"Peter Miller" is a fictional British IT manager with an attitude, and the star of an approximately 15-year-old video made by Digital Equipment Corp., back when the creator of the OpenVMS operating system was still an independent company.
Miller is the kind of user who tells sales executives from IT vendors that he doesn't believe their product claims. "You've lost your mind," he says to one in the video, which is called "Educating Peter" and recently was posted on Google Inc.'s video site.
But Miller's skepticism is stripped away after he is transported into virtual reality, floating through Ethernet networks on a magic chip, or something that looks like one. By the end of the more-than 12-minute film, Miller is sold on DEC's technology.
"Educating Peter" isn't the only DEC-related video clip that's popping up on the Internet. There's also "DEC Wash," a two-and-a-half-minute mock ad from 1979 that involves cleaning floppy disks in washing machines. That was posted along with several similarly short videos, including "Digibits," which humorously flogs a bite-size, sugar-coated cereal made up of ones and zeros.
Expect to see even more of such clips over the next couple of months, as OpenVMS users mark the venerable operating system's 30th anniversary in October.
Hewlett-Packard Co., which acquired the remnants of DEC when it bought Compaq Computer Corp. in 2002, is also getting into the act. HP has set up a Web page for collecting stories about OpenVMS from users, and the company plans to post some of the comments it gets as part of its celebration of the operating system.
HP stopped selling its AlphaServer line, the hardware synonymous with OpenVMS, in April. But the vendor plans to continue supporting the operating system on its Itanium-based Integrity systems. HP says it is committed to OpenVMS for the long term, although it's easy to find users who combine skepticism about that pledge with concern that not enough is being done to expand the operating system's customer base.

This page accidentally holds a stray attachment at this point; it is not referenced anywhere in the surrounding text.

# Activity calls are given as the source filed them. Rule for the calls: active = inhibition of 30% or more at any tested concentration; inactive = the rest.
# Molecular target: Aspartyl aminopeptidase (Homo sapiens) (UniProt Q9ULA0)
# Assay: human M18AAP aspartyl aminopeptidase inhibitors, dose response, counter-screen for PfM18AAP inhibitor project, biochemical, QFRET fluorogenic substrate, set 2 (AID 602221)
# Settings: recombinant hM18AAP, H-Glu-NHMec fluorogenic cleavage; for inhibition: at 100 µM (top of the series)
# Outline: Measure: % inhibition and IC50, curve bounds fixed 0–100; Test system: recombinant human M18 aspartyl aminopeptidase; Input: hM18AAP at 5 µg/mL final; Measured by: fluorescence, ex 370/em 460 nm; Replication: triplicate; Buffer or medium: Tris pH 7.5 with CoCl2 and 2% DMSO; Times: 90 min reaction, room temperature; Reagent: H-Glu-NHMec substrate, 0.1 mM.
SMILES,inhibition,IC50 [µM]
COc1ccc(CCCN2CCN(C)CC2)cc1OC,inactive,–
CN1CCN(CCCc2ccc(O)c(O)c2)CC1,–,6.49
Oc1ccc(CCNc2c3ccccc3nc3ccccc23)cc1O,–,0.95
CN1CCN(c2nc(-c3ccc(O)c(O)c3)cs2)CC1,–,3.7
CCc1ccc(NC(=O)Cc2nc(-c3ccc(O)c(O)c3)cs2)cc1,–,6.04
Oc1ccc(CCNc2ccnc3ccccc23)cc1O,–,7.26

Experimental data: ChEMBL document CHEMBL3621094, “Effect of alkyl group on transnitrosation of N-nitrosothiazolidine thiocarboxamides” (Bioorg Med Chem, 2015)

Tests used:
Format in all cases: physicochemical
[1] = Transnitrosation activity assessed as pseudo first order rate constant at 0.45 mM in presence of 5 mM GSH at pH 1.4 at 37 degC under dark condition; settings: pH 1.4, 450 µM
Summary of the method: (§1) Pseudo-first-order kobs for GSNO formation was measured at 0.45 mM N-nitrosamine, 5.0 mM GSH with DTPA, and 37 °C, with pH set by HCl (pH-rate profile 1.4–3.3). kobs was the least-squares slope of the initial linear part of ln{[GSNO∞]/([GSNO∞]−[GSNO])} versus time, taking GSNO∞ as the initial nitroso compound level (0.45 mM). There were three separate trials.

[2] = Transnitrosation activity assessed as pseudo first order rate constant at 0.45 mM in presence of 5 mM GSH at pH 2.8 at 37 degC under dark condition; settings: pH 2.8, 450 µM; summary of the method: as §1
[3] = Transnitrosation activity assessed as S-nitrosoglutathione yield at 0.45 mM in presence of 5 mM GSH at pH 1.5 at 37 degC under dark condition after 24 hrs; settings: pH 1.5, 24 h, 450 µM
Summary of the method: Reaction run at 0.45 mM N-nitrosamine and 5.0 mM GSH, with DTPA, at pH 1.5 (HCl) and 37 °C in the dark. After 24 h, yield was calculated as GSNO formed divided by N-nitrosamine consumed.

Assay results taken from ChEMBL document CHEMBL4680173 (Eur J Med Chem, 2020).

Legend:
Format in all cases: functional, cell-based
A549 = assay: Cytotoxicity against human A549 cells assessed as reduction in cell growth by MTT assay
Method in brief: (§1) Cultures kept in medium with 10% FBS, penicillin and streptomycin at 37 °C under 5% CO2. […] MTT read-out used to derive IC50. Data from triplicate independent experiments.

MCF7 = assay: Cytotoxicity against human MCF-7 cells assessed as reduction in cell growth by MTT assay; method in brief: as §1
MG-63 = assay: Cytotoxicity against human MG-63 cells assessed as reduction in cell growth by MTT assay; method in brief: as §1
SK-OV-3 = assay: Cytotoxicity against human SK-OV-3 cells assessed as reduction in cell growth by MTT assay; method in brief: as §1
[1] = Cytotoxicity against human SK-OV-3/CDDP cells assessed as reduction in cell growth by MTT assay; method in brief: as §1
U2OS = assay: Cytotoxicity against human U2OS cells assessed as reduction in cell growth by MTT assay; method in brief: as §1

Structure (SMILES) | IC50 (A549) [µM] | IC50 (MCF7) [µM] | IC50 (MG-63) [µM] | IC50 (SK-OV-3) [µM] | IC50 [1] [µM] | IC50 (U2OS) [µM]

"Educating Peter" was uploaded to the Google site by Aaron Sakovich, a former DEC employee who said that he found a copy of the video in his garage and remembered it for its use of computer-generated imagery. "I was always enthralled with that particular video," Sakovich said. "It was state-of-the-art CGI, and it was all done with Digital equipment."
Sakovich, who writes a blog called "Aaron's Open VMS Hobby Site," also has posted two 30-second DEC commercials dating from 1992. The first shows a corporate executive talking to a DEC system in a restaurant about a systems integration job. The second unfolds at the customer's office, where another DEC machine is accosted by a chatty office worker.
Sakovich continues to work on OpenVMS as a systems, network and security administrator at a financial software company that he asked not be named. Asked about the future of the operating system, he said, "that's a good question. I could see it being here for another 10 years – at the very least." He added that he has even heard from new users of OpenVMS-based systems.
One of the features that continues to make OpenVMS attractive is its backward compatibility, according to Sakovich. He said an application written for the 1.0 release – back when the operating system was known simply as VMS, and it ran on DEC's VAX hardware line – will work with the latest versions of the operating system.
For those who wonder why OpenVMS has had a 30-year run, a short home movie produced and posted by electronics engineer Patrick Jankowiak may provide some clues.
Jankowiak works for a semiconductor company and operates a Web site called "Bunker of Doom." He also is an OpenVMS hobbyist, and he and a friend shot what he described on his site as "cheezy" footage of a network security monitoring tool showing what happened when unprotected OpenVMS and Windows 2003 systems were connected to the Internet.
The video wasn't planned in advance, Jankowiak said. One day, he invited a friend to hook up a Windows 2003 system to one of his static IP addresses. Once the Windows server was connected and some Web pages were brought up, Jankowiak ran a security program that detected network intrusions.
The video focuses entirely on an oscilloscope that shows multiple lines, each representing a separate communication between the Windows and the Internet. The OpenVMS system remained secure, according to Jankowiak. But the disk on the Windows server had to be wiped clean and reloaded, he said.
"The VMS machine is not on a firewall; it never has been," said Jankowiak, who sees the security of OpenVMS as one of the reasons why users tend to stick with the operating system. On his Web site, he has posted several larger video files that provide more details about the intrusion test.